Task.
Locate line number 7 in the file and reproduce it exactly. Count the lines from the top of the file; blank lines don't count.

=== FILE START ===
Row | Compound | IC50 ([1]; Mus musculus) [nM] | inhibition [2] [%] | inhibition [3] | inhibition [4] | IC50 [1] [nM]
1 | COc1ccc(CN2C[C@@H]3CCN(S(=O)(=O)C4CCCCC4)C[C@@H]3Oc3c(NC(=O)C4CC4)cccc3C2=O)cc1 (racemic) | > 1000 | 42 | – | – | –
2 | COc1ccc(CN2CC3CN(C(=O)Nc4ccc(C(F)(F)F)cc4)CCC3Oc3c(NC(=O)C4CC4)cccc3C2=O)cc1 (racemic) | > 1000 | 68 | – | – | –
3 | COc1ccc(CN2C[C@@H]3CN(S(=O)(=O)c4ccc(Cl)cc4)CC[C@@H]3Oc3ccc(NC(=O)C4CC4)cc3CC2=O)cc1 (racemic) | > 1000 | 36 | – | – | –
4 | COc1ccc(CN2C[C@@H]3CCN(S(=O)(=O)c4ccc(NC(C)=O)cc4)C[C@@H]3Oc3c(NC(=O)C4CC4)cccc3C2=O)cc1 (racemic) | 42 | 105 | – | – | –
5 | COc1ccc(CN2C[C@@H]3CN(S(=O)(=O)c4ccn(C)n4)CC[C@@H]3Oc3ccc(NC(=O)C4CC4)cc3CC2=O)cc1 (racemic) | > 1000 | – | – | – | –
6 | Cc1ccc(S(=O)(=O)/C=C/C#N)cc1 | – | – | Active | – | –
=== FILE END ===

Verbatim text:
6 | Cc1ccc(S(=O)(=O)/C=C/C#N)cc1 | – | – | Active | – | –